tag:blogger.com,1999:blog-7806043650549721218.post2356158172746735494..comments2020-08-02T02:20:36.866-05:00Comments on EPSILON-DELTA: Two things about "Theorems about Zeros of Polynomial Functions"Rebecka Petersonhttp://www.blogger.com/profile/12227797437296056645noreply@blogger.comBlogger3125tag:blogger.com,1999:blog-7806043650549721218.post-51017608520900585812014-03-01T20:10:24.781-06:002014-03-01T20:10:24.781-06:00We use Coburn for honors Precalculus. We used to u...We use Coburn for honors Precalculus. We used to used Larson for precalc, just switched to Finney DeMana for regular precalc. I cruise through the Polynomials pretty quickly, but save all of the rational stuff for limits at the end...it makes more sense to do with discontinuities, etc. Anonymoushttps://www.blogger.com/profile/14031689916912001435noreply@blogger.comtag:blogger.com,1999:blog-7806043650549721218.post-15197107816200252582014-03-01T16:08:28.717-06:002014-03-01T16:08:28.717-06:00I know...super frustrating.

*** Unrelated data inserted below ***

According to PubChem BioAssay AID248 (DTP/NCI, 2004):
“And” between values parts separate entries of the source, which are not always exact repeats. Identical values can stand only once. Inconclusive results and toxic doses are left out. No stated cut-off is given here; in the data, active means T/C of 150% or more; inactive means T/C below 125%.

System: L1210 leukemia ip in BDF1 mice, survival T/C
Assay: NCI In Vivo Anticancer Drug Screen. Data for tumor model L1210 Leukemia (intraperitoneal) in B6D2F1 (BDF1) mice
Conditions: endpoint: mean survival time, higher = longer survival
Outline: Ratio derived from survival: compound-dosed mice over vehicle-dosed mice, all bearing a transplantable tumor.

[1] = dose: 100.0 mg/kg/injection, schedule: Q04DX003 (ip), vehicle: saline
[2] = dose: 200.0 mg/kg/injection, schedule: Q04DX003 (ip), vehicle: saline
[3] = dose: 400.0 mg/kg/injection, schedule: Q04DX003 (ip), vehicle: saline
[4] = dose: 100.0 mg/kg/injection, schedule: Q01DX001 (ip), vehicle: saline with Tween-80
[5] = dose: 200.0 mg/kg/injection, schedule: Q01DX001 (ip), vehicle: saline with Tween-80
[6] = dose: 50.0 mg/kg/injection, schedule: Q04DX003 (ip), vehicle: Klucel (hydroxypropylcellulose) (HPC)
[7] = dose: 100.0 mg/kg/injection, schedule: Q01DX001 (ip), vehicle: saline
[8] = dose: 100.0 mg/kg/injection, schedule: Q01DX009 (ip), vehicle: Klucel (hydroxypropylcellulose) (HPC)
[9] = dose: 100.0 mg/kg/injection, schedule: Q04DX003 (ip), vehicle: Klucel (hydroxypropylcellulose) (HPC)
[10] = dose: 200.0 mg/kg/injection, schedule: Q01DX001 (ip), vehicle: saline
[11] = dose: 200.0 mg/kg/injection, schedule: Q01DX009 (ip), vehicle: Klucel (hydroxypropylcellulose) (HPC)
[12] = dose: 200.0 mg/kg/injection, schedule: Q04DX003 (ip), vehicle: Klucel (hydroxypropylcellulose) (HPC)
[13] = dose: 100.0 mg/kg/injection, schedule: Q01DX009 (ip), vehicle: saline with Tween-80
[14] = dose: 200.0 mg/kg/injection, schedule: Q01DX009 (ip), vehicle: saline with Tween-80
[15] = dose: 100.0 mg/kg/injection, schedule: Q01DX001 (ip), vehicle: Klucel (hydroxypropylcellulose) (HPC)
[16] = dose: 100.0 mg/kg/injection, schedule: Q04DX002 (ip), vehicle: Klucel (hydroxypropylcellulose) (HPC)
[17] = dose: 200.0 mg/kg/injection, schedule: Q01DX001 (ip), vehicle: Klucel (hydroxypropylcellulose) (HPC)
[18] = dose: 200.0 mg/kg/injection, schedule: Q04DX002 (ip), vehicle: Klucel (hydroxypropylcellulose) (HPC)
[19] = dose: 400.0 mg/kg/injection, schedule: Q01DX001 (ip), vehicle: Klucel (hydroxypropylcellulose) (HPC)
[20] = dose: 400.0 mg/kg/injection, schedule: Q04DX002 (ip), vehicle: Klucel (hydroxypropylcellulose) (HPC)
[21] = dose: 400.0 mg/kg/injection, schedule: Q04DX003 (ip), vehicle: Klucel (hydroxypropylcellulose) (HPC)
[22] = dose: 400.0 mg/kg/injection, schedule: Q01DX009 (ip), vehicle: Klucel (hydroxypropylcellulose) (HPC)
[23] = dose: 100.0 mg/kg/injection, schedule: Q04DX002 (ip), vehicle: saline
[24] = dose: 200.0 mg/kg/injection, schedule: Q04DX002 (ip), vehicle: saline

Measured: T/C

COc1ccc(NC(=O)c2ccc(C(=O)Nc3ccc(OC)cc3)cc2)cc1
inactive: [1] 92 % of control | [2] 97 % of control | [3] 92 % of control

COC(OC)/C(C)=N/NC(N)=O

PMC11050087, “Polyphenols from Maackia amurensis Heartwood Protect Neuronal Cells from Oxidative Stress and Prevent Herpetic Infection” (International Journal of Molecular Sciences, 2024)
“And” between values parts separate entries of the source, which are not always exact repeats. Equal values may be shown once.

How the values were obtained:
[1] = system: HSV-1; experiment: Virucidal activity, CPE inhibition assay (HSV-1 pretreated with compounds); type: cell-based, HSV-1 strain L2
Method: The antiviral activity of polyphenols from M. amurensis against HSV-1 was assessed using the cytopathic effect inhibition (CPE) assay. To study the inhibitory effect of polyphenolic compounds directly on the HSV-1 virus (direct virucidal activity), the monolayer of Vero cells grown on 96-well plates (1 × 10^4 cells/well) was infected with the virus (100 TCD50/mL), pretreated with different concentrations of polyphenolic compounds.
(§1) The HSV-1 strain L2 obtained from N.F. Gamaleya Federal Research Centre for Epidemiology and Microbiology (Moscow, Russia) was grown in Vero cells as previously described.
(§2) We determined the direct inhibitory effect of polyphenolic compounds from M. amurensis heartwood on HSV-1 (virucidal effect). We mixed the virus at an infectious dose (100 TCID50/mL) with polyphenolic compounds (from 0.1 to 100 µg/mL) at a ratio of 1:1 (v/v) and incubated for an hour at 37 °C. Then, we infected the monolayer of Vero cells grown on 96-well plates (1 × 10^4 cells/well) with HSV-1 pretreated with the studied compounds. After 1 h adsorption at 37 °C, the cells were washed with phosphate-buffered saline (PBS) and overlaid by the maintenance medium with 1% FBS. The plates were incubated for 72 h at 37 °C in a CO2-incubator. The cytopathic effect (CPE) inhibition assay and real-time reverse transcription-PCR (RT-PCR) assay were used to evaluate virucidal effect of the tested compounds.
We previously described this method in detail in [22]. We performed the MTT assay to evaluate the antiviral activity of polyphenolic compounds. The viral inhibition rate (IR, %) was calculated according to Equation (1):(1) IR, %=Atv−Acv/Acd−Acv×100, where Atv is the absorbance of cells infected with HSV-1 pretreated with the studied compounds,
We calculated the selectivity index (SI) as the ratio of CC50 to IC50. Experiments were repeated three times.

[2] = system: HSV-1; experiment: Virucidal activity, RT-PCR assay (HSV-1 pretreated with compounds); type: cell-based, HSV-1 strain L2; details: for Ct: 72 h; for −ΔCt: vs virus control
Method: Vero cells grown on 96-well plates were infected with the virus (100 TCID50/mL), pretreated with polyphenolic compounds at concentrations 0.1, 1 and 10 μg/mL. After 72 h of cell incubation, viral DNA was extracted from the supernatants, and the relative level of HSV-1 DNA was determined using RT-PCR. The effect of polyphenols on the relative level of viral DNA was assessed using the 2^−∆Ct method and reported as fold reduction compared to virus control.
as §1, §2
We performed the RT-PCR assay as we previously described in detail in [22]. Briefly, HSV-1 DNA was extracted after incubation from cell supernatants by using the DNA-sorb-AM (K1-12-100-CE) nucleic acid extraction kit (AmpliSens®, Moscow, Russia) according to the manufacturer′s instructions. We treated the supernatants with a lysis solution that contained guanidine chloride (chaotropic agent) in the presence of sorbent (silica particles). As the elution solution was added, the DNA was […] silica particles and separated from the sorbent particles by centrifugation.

I don't know what...I know...super frustrating.<br /><br />I don't know what PreCalc text you use, but we use Larson. And this year, we decided to just scrap Ch. 2 (Polynomial and Rational Functions). I was so much happier with this arrangement! I didn't feel nearly as rushed. Our reasoning was that the Algebra II teachers hit these topics pretty hard, so we were just flying through this chapter anyway. We will probably revisit bits and pieces toward the end of the year, but it will be more through the lenses of calculus as opposed to algebra (studying asymptotes as limits, etc.).Rebecka Petersonhttps://www.blogger.com/profile/12227797437296056645noreply@blogger.comtag:blogger.com,1999:blog-7806043650549721218.post-59307891885396677892014-02-28T22:15:04.869-06:002014-02-28T22:15:04.869-06:00I was thinking the exact same thing today as I was...I was thinking the exact same thing today as I was talking about this to my classes, the day after conferences. I was tired and crabby, so I know that is part of it. A lot of this chapter is not too useful though. This is the one time where I talk about complex numbers, because really, they won't use them too much, unless they take complex analysis (unlikely). We graph in Calculus, but don't really refer back to this. We learn other important points on the graph. And when in life are they going to be asked to factor an x^5 polynomial with every term included? But I guess I'm still tired and crabby, and will enjoy teaching the nuances of graphing a polynomial while my students are distracted by taking state tests next week :)Anonymoushttps://www.blogger.com/profile/14031689916912001435noreply@blogger.com